Customers see arrogance and abuse of power when sales people have their 60 seconds of fame presenting all their information. They are out of touch with their customer's needs, because their actions suggest someone who refuses to listen and let another take center stage. They might as well be saying my point of view is more important than yours. Information sellers are not noted for going into sales calls with their eyes wide open and with a totally flexible open mind. Rather, they are on a mission to push their agenda. They approach sales with a total chip on their shoulder, always having to prove the value of their offering. Instead, they should have a goal of proving the value of the customer's problem.

Information sellers are self-declared saviors who unrealistically assist customers to make fundamental changes prematurely. They try to help, but they end up hindering. Information sellers are trying to save customers from themselves. They know best. However, no one likes unsolicited saving. The road to hell is paved with good intentions. Information sellers are selling and advising without probable cause and selling with extreme prejudice. They unfortunately provide a linear, stagnant, non-immersive experience for their customers.

"Living with generosity creates a swelling tide that raises all ships. Not just yours; not just the other person's; everyone. It is just not fun to be the one controlling," says Bob Burg. Information selling is popular because it seems like you are giving so much, but you really are taking everything for yourself.

Information sellers have what they believe as maximum potential clout, or leverage at the beginning of a sales call. They typically overplay their hands to their detriment. With the flair of theatrics, they try too hard for maximum impact hoping it will lead to a quick conversion and a new believer. They do not realize going fast is so slow. Their information is penny-ante compared to the customer's wealth of information about their unique situation and problems. The ugly side of getting your customer all excited and jazzed up, is their excitement is usually premature, spontaneous and with no solid foundation based on reality.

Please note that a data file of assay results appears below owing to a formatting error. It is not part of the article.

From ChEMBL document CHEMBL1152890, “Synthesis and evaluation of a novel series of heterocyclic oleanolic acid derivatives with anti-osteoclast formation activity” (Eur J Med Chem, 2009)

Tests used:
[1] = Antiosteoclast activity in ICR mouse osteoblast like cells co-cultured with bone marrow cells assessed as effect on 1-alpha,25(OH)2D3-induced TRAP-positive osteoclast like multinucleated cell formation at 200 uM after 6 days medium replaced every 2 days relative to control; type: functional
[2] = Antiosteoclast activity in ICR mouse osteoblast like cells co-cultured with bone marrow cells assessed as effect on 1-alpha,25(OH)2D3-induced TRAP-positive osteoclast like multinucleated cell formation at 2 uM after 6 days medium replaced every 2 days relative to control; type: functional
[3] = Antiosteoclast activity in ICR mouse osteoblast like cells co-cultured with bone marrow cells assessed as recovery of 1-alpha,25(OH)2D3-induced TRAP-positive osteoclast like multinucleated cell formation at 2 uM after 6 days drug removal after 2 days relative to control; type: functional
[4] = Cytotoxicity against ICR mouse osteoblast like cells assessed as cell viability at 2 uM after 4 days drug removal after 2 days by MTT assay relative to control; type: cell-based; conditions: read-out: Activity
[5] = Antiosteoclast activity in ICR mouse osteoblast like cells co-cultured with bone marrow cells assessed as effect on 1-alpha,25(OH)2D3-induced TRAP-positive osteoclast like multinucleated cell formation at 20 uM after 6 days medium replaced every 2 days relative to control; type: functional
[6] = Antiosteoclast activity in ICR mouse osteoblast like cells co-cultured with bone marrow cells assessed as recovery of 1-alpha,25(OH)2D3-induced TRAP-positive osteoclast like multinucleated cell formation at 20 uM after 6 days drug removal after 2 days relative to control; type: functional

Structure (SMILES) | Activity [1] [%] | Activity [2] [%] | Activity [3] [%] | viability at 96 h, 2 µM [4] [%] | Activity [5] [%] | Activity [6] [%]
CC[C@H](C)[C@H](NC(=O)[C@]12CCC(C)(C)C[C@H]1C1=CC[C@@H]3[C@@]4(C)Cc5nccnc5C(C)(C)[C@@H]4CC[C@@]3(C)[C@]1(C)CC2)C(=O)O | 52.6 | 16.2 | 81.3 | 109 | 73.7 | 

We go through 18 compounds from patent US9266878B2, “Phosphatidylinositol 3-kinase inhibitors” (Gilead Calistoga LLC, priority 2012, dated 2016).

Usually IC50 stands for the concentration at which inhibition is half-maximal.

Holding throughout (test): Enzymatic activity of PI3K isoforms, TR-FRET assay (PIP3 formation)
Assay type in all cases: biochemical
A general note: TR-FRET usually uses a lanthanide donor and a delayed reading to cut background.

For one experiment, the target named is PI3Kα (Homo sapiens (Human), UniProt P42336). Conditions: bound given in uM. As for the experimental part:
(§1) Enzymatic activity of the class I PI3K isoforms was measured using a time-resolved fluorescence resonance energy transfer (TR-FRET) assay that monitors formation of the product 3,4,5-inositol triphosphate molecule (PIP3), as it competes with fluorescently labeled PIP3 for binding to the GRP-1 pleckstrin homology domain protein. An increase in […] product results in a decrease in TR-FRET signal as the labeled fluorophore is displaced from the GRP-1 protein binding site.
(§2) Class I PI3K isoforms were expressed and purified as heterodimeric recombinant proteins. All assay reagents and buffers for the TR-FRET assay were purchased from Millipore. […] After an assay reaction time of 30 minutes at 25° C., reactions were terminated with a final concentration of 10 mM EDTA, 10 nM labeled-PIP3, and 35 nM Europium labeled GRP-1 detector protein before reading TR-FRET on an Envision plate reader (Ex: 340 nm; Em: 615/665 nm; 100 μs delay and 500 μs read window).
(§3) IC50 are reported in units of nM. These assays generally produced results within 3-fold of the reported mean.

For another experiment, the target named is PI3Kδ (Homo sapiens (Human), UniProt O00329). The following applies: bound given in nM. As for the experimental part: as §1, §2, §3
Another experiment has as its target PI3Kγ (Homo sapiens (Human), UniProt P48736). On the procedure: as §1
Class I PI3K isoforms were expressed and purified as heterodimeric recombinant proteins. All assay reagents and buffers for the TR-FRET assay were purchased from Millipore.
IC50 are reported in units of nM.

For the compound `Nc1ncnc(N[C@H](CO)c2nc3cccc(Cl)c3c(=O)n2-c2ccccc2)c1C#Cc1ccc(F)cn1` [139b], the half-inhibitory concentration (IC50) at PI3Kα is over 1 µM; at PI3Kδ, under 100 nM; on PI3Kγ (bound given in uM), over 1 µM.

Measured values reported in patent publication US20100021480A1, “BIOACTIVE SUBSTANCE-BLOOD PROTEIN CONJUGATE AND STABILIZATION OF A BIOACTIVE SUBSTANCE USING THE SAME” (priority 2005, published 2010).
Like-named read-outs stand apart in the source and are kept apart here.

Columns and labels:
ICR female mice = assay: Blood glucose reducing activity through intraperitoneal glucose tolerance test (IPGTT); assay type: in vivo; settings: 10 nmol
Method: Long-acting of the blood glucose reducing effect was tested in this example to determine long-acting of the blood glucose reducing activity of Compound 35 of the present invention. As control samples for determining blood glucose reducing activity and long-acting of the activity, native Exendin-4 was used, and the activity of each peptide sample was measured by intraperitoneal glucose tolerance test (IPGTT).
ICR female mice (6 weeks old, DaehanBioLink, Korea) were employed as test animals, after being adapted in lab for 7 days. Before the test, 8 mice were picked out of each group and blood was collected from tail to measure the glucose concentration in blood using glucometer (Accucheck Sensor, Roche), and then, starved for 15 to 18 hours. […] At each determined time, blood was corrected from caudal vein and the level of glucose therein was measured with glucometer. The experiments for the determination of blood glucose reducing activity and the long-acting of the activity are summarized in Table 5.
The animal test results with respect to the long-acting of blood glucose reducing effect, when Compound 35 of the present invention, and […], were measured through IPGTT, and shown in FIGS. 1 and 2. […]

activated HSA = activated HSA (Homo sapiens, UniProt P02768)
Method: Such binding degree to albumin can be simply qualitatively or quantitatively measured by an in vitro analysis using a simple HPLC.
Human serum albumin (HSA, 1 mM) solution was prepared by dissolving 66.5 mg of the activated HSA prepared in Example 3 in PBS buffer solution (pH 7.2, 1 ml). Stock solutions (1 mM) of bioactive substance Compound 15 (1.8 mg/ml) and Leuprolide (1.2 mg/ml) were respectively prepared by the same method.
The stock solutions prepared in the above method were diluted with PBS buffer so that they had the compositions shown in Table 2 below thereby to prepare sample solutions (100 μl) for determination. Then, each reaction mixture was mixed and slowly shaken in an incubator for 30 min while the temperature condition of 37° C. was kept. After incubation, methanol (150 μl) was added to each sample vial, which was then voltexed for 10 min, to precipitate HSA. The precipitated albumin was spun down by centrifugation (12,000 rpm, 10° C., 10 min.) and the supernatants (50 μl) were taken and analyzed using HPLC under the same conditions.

Progressive sales people are thrifty with their information and are solution agnostic. They know talk is cheap. They are painfully aware that customers believe there is very little truth in advertising, especially when it is delivered by a sales person. Progressive sales people view their product information as a necessary evil to be disposed of very sparingly, and predominately as talking points for the customer to self-reveal true intentions, challenges and goals. Remember, the best presentation is the customer presenting their problems and challenges to the sales person. So use your product information primarily as a tool to get more sensitive and valuable information.

Information selling is a value myth and mirage. Sales people think they are creating added-value, but all they are creating is sameness and overkill. Their comparative advantage is never established because of their melodramatic presentations do more harm than good. And in the mind of the customer, there is very little comparative advantage, because what comes out of a sales person's mouth usually is suspect, artificial and too constructed.

It is a sad reality that most conventional sellers are selling the exact same differences as everyone else. Everyone ends up being unique and different just like everyone else.

Richard Farrell is President of Tangent Knowledge Systems, a national sales development and training firm based in Chicago. He is the author of the upcoming book Selling has Nothing to do with Selling. He trains and speaks around the world and has authored many articles on his unique non-selling sales posture.

Phone: 773-404-7915
EMail: rfarrell@tangentknowledge.com
Web: https://tangentknowledge.com